Red Rocks Is (Almost) a National Historic Landmark

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In all likelihood, Red Rocks will soon be a National Historic Landmark. That would be particularly gratifying for the group Friends of Red Rocks., which has been trying to get the designation for the park since 1999. “People thought it was a historic landmark already because it has been treated that way,” says Russ Alaimo, a spokesman for the group.

Their efforts took a huge step forward during a two-day meeting last week in Washington, D.C., when a committee of the National Park System Advisory Board made the decision to approve the application. Three people from the area traveled to DC to participate: Christina Dickinson of the National Park Service, Tad Bowman from the City of Denver, and Cy Davis from Friends of Red Rocks.

And despite the unanimous approval of the committee, the park isn't an official landmark yet. There are a few more crucial steps left: A meeting has been scheduled for May and, from there, the request will be sent to the Secretary of Interior for final approval. 

If Red Rocks becomes an official National Landmark, it will be protected from any federal interventions, such as strip mining or the building of highways. More sources of funding and grants will also become available. Alaimo says this is particularly attractive because it could mean improved community access and studies for Mount Morrison Civilian Conservation Corps Camp.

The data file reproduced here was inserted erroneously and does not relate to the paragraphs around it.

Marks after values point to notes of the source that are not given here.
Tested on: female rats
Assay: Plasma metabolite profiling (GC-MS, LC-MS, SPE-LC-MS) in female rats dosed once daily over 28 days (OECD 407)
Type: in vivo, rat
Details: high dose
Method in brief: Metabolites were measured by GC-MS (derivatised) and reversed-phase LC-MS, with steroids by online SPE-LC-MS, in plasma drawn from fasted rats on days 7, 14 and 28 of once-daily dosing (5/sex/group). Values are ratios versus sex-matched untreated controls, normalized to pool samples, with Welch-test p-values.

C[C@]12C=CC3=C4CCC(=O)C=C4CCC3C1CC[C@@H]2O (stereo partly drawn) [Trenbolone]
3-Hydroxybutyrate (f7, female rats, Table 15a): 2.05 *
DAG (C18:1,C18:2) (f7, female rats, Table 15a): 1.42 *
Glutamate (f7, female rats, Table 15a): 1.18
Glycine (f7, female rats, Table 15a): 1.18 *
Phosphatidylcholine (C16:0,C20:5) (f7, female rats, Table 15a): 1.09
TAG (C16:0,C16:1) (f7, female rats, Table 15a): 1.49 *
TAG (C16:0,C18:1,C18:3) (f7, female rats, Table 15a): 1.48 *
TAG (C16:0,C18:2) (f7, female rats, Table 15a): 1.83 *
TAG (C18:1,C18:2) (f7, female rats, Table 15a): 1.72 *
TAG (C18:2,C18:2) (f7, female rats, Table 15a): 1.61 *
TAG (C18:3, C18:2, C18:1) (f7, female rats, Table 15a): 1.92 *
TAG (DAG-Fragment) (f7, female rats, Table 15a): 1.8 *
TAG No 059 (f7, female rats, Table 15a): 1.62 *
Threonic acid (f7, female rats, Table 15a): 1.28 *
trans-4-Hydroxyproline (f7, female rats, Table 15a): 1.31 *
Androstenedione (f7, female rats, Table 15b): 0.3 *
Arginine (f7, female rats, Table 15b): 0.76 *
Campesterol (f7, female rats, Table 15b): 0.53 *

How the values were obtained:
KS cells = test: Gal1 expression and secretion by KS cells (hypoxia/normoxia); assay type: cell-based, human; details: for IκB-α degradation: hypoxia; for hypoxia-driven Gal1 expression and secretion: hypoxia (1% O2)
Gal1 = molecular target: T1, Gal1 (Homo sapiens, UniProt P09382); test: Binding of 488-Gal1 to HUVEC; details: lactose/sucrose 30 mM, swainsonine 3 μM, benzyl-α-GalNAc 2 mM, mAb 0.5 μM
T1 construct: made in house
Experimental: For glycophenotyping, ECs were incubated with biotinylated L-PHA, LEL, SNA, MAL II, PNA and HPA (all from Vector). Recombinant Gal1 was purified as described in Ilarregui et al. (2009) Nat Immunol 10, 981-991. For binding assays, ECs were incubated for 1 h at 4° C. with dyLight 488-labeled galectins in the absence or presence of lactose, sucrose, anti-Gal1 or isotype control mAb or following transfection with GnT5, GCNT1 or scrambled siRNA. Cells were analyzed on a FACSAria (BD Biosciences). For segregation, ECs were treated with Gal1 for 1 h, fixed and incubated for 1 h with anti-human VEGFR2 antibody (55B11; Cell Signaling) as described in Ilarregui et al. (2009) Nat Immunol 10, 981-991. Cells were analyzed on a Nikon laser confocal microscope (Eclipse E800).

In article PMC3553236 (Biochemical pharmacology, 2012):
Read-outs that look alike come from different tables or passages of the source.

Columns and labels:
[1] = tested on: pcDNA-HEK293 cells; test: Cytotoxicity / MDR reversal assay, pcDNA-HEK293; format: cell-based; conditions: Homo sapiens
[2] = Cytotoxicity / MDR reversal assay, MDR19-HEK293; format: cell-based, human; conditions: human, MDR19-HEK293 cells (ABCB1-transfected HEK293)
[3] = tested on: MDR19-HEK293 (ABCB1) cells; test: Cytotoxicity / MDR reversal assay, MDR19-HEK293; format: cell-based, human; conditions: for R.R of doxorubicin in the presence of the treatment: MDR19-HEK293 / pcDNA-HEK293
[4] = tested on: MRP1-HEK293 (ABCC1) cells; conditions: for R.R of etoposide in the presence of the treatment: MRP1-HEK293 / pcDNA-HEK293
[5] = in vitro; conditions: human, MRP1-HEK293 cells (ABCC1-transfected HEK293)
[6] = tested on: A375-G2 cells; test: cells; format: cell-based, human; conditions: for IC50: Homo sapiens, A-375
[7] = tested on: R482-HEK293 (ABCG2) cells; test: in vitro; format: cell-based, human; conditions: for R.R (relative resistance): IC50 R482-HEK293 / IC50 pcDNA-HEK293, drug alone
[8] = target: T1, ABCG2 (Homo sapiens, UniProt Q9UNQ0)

Alaimo says many people he speaks to are shocked that Red Rocks is not yet a landmark, and he attributes that shock to the amount of respect and honor the park has earned over the last hundred years. “It’s a place that has always been treated with respect and understanding of its uniqueness. If you stand in the center of that amphitheater, other than a few minor changes like the growth of trees, that amphitheater is pretty much the way it was in 1941 [the year that it officially opened.]” Most historic landmarks, he argues, can't make that claim.

Red Rocks would be Denver’s second national historic landmark. The first, Civic Center Park,  was approved last January.  

Friends of Red Rocks started as an advocacy group in 1999 when they became concerned about the “historical and psychical integrity of the amphitheater.” Within a year of their formation they expanded their concern to include the park, Trading Post, and the Mount Morrison CCC Camp District. Besides all the geographical and national uniqueness, the inner governmental cooperation and collaboration required to keep the park going is why it has been nominated.

“It could have been a slam dunk if we just went for the amphitheater,” says Alaimo. But he and the group wanted the entire park as part of the landmark nomination. The CCC Camp, Trading Post, and the Amphitheater were already included on a list of National Historic Places, which is a pre-requisite for any area applying to be a National Landmark.  

Red Rocks is owned by the city and county of Denver though it resides in Jefferson County. It was built with assistance from the national parks Service and the WBA Civilian Conservation Core Project, with local architects involved in doing the final design aspects. The amphitheater is managed by Arts and Venue, while Parks and Recreation manages the park.

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